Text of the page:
It seems like a lot longer than five years since Tiger Woods’ improbable U.S. Open victory at Torrey Pines. Hobbling on an injured left knee, Woods dramatically defeated Rocco Mediate on the first extra hole following an 18-hole Monday playoff. That was arguably the greatest of Woods’ 14 majors.
The man who was once the reigning champion in all four majors and changed the game to the point where they had to “Tiger-proof” golf courses, was at the height of his powers that day. The revelation that Woods had won on a knee that would need reconstructive surgery only perpetuated the legend of Woods.
Further, it was assumed then that Woods, at 32, was primed to easily shoot past Jack Nicklaus‘ record of 18 major victories. After all, the knee would be repaired and he didn’t even need a healthy knee to win. So the question wasn’t if he’d pass Jack, but when.
My, how things have changed.
Of course, Woods hasn’t seen a major victory since that day at Torrey Pines. His life has become marred by both personal and professional turmoil. There was of course, the lurid sex scandal connecting him to numerous mistresses that became public after a bizarre Thanksgiving evening 2009 car accident. Woods would ultimately divorce his wife Elin, attend rehab for undisclosed reasons and publicly apologize for his embarrassing escapades.
There have also been swing changes, a change of swing coach, a somewhat high profile and less than cordial change of caddy and more health problems.
Now, 37 years old, Woods has one more major — next month’s PGA Championship — before turning 38. What was once considered something a sure thing — Woods passing Nicklaus — has become increasingly unlikely. Yes, Woods is in a battle against Father Time, and history indicates his chances are bleak.
To start, Woods needs five more major victories to pass Nicklaus. Understand, five major victories alone is a Hall of Fame career. Only 19 men in the game’s history have won five or more in their entire career. Woods, for example, would need to have the career of Phil Mickelson or Seve Ballesteros, starting now. Even tying Nicklaus would only mean that Woods had the career of Ernie Els, a likely Hall of Fame player.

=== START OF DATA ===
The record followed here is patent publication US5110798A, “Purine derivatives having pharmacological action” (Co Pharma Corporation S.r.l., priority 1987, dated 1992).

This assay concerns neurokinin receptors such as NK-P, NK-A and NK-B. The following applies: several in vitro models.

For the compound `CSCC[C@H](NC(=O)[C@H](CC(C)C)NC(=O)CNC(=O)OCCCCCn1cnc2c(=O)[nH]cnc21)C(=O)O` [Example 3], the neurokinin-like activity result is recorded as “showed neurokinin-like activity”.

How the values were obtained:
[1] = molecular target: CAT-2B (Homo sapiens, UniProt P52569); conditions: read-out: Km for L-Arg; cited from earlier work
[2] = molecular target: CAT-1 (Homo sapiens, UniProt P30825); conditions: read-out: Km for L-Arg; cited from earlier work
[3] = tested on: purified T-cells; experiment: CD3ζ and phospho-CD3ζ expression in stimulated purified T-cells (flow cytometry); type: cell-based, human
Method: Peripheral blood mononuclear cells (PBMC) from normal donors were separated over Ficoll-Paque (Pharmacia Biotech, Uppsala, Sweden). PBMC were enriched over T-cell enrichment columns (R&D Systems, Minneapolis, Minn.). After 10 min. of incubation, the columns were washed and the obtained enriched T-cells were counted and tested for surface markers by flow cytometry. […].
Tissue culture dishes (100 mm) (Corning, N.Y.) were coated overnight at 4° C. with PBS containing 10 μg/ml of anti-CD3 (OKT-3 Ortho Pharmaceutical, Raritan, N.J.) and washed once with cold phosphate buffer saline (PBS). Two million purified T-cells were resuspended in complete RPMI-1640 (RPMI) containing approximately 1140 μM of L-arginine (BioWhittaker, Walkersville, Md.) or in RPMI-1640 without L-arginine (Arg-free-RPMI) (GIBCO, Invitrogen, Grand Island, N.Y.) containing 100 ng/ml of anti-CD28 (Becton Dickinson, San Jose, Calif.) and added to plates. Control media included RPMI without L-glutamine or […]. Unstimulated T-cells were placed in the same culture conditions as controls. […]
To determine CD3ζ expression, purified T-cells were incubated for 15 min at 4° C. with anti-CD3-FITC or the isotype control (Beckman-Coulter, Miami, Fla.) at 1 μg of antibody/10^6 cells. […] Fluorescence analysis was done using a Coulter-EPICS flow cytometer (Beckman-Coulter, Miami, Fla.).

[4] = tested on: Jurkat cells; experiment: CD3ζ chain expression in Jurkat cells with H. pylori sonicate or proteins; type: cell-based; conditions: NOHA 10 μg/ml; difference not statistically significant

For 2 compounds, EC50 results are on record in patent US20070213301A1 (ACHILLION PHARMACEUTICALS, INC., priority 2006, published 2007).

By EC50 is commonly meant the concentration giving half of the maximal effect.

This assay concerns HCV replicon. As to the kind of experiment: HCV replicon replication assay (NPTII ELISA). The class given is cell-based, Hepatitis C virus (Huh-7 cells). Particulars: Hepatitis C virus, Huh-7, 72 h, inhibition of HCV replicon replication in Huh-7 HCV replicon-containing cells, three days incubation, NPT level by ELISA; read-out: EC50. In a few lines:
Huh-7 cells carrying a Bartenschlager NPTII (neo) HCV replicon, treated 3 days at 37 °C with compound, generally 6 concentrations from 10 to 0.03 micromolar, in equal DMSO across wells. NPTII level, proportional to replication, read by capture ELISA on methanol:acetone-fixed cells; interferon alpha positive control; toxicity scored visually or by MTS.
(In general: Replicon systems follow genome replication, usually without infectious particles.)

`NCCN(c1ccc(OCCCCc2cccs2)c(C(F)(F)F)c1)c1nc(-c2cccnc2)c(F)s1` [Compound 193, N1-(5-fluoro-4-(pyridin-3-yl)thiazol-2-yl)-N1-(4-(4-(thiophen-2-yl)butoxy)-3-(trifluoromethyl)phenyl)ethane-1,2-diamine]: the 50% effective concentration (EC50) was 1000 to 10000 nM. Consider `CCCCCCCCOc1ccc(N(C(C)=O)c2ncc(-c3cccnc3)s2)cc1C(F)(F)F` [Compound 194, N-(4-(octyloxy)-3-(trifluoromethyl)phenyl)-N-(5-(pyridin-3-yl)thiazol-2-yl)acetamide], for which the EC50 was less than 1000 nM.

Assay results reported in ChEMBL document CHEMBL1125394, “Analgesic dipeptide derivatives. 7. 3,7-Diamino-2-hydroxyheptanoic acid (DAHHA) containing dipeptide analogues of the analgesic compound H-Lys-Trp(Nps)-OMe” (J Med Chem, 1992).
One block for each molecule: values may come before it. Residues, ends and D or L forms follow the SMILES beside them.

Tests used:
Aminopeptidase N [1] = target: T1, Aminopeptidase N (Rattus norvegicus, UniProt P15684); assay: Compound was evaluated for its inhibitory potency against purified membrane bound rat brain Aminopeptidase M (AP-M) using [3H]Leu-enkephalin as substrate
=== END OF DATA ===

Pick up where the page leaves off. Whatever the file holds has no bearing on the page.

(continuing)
Only two, Ben Hogan (five) has won the requisite number of majors for Woods to pass Nicklaus after turning 37. As for players who have won exactly four majors after turning 37, there are three: Sam Snead, Tom Morris, Sr. and Nicklaus. Morris’ records are probably irrelevant anyway seeing as he won British Opens in the 1860s.
Of those mentioned above, Hogan is the most interesting study. The Texan endured a horrific crash at the age of 36, in 1949. Colliding head on with a greyhound bus, Hogan suffered numerous fractures and battled circulation problems for the remainder of his life. Still, he came back to win six majors after the crash. Hogan, the greatest player of his day, certainly gives hope to Woods’ prospects. However, Hogan only had to overcome physical setbacks. Woods is clearly dealing with more turmoil in vastly different times.
This is where things become harder to quantify.
While great golfers have endured and battled through physical ailments, no golfer has ever endured more scrutiny than Woods. The emotional drain this has taken on Woods, who has been a public figure basically his entire life, is difficult to say. Morris, Snead, Hogan and Nicklaus undoubtedly lived lives devoid of such scrutiny.
The counter argument, of course, has already been made. We are talking about Tiger Woods. This is the man who won a U.S. Open on a broken knee, was the reigning champion in all four majors and dominated to the point we began “Tiger-proofing,” golf courses. Plus, his legendary competitiveness makes him someone that makes one hesitant to bet against.
Still, you have to think the odds are stacked against him. While golf is a sport about conquering mental demons, and we’ve seen physical hurdles navigated before, the totality of Woods’ issues have no precedent. To pass Nicklaus, he needs to right the issues with his swing, overcome numerous health ailments, exorcise personal demons and regain his self-confidence, all while having the career, starting now, of Ballesteros and Mickelson.
Sure, the run at Nicklaus may happen, but it’s going to take an effort we’ve likely never seen, even from Woods.